BAG, BAGGAGE, LUGGAGE
Both British and American speakers can refer to everything that travellers carry as their bags. American speakers can also call any individual suitcase or similar item a bag.
1. ‘Let me carry those for you,’ he said as I picked up the bags.
2. She got out on the sidewalk and the porter took her bags.
3. It was a fact that an airline passenger’s bag could not be counted on to arrive safely at Pine Bluff, Arkansas.
Speakers of British English normally use luggage when they are talking about everything that travellers carry. However, they sometimes use baggage when they are talking about travelling in a technical way, for example when discussing airports or travel insurance.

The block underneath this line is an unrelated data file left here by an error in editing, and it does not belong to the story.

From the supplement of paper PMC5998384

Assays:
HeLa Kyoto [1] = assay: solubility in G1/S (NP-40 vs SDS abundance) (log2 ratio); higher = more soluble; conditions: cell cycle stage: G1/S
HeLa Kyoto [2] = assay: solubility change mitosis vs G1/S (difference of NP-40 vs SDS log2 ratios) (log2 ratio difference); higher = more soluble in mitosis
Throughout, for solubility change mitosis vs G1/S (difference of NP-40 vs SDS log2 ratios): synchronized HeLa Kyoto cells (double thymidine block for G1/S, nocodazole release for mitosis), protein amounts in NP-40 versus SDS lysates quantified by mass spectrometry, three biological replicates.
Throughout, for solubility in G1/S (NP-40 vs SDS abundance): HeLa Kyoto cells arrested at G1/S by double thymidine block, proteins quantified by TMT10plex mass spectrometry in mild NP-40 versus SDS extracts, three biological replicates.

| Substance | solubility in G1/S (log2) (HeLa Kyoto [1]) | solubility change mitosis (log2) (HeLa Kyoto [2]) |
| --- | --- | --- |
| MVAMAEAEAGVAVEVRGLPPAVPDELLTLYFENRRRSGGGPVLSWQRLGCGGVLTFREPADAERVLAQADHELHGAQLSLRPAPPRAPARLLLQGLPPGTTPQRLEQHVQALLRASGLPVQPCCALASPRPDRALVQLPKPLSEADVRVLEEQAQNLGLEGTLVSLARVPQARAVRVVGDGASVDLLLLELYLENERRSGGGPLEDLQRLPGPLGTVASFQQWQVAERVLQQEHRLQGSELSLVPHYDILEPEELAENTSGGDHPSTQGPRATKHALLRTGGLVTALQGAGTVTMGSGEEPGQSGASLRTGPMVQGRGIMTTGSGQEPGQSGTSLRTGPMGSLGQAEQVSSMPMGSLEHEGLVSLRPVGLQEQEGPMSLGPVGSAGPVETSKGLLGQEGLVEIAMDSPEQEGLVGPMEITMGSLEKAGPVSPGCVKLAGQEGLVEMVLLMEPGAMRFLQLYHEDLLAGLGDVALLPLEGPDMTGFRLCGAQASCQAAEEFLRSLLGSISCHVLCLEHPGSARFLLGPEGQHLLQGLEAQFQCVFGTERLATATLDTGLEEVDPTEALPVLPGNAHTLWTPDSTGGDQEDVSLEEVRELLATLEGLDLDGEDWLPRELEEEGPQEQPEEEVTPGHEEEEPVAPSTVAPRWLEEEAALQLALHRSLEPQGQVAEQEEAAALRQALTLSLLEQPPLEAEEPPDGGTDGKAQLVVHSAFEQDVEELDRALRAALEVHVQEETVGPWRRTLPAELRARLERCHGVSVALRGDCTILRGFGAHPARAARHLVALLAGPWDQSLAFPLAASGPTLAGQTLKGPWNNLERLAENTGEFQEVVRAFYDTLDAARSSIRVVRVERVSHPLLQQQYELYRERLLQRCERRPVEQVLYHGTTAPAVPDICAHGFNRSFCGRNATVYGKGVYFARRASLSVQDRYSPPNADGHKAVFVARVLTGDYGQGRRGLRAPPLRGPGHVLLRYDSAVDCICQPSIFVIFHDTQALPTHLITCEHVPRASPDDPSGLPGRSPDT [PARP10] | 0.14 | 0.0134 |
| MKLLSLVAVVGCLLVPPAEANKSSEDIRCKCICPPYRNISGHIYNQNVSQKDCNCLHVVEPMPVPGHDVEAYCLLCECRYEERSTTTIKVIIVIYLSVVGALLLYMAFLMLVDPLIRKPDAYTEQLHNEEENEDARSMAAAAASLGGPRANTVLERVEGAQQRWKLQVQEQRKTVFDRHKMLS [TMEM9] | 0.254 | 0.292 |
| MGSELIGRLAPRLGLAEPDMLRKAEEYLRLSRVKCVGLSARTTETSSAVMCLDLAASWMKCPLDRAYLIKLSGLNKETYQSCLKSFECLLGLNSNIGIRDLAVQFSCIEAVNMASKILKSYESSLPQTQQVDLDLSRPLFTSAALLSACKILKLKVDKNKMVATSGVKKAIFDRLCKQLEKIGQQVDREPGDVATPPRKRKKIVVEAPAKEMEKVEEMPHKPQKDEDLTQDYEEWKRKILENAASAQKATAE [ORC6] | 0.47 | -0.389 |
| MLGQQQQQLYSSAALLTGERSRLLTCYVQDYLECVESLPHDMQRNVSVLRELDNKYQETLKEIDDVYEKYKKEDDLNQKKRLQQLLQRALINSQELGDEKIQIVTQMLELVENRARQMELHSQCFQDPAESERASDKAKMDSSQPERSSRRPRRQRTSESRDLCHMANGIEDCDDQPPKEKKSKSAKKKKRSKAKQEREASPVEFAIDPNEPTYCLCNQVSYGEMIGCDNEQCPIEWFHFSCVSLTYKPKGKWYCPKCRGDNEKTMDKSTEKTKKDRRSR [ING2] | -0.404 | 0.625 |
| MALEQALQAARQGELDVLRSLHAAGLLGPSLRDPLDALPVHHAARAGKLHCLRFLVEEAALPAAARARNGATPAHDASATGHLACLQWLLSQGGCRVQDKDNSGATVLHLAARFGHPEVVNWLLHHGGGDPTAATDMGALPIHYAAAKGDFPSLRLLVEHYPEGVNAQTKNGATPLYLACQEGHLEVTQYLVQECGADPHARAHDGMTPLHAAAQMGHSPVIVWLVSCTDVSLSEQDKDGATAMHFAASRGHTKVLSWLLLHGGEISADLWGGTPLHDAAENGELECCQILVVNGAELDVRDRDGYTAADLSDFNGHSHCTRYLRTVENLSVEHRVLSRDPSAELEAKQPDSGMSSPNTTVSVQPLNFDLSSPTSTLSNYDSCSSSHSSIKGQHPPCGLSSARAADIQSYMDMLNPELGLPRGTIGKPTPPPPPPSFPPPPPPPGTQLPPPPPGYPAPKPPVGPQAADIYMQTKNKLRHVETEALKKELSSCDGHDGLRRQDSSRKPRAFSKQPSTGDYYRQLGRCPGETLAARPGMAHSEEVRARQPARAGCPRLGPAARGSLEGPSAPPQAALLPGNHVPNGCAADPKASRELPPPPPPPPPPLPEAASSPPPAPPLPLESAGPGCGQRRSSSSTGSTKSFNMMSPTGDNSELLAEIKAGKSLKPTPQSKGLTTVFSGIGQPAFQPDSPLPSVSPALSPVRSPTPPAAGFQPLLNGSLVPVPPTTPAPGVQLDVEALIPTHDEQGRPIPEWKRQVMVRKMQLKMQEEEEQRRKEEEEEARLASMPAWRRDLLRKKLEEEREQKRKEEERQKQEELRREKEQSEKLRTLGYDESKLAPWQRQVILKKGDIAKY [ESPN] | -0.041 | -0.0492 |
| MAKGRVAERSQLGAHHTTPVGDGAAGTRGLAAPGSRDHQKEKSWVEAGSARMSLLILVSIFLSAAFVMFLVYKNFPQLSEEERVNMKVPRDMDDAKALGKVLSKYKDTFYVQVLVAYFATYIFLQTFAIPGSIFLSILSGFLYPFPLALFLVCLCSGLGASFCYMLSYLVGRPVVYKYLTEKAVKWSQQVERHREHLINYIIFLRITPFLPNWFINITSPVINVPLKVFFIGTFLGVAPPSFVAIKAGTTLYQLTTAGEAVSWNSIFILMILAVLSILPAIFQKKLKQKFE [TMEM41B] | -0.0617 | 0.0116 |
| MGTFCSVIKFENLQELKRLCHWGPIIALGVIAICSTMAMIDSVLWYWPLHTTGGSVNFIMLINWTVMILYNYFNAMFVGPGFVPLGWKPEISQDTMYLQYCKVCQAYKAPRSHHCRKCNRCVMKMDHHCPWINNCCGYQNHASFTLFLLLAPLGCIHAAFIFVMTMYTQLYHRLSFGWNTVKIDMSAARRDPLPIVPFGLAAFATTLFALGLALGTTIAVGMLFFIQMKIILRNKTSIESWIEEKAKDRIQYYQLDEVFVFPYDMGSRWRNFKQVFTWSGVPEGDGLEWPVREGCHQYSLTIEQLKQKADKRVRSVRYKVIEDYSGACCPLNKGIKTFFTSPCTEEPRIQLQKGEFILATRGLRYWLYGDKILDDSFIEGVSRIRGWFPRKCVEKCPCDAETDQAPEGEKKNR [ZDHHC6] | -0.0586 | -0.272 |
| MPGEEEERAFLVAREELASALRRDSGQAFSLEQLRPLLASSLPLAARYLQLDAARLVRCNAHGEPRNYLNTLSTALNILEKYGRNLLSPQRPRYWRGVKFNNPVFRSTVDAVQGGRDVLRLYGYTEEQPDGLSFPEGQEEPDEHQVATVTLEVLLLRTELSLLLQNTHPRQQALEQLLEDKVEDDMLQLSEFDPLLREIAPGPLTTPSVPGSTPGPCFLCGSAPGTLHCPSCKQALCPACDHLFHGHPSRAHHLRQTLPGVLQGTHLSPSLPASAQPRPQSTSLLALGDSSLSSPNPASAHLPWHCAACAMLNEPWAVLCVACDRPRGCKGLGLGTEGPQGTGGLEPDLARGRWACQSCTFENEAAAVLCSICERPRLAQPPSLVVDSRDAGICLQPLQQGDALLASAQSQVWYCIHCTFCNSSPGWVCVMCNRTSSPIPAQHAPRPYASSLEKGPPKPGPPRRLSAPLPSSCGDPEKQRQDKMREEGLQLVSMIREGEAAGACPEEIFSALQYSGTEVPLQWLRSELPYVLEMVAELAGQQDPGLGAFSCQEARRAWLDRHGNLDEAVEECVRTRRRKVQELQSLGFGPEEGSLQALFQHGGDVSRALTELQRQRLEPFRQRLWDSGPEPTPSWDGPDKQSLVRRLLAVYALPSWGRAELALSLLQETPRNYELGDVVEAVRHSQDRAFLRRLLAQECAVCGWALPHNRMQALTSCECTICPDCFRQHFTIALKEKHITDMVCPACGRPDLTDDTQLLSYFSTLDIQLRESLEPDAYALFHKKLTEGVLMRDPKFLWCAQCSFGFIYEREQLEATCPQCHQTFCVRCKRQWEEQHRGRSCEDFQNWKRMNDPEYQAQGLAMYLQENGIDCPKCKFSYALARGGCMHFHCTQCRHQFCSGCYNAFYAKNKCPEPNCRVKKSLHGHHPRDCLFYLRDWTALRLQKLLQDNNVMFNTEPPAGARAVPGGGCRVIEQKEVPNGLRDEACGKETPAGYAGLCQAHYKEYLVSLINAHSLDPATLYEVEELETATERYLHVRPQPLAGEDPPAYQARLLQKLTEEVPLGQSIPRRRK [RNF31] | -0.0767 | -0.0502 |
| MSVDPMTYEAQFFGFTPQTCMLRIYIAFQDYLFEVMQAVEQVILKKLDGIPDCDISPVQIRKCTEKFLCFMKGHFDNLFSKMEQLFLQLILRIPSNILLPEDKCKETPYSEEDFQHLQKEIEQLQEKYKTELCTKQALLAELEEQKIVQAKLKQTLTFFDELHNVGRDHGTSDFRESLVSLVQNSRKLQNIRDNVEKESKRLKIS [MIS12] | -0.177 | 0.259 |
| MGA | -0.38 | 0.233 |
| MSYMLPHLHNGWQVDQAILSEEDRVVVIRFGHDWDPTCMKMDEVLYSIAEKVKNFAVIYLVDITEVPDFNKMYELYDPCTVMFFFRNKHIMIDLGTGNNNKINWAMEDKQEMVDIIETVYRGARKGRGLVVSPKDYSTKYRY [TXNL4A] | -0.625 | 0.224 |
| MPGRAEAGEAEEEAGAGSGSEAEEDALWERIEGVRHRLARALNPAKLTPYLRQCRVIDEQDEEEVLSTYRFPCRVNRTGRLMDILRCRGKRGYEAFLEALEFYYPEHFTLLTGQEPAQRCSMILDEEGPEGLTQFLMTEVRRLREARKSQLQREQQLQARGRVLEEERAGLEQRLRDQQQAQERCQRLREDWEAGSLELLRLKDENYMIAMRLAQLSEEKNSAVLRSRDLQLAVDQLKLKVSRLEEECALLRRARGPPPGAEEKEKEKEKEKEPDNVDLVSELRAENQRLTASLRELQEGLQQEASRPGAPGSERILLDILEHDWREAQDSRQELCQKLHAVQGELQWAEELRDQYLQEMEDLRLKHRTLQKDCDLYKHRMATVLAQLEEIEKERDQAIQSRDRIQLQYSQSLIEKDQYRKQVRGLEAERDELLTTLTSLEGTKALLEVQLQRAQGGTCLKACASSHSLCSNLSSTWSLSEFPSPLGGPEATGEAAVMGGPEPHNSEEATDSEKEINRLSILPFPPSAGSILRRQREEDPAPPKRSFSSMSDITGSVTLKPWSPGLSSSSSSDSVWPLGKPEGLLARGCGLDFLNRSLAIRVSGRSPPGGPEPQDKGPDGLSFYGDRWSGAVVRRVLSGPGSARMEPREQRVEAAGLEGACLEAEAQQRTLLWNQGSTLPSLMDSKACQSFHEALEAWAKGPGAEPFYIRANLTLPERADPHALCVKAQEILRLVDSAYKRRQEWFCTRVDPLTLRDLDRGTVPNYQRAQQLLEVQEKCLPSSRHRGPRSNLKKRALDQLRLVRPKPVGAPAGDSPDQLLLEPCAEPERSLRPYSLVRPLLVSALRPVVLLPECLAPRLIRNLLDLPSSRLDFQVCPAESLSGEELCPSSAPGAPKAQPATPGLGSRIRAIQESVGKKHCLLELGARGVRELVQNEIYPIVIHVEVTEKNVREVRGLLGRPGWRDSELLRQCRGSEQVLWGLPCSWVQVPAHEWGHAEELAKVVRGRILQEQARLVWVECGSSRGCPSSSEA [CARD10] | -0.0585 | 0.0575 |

4. There are also coin-operated lockers in which you may leave luggage.
5. If you lose any of your luggage, enquire at once at the Lost Property Office.
6. Your baggage, clothing and personal effects are covered up to one thousand pounds.
In American English, luggage refers to empty bags and suitcases. Baggage refers to bags and suitcases with their contents.
7. He pulls in behind a Citroen with a Paris license, takes out his baggage, and locks the car.
Note that there is no plural form of baggage or luggage.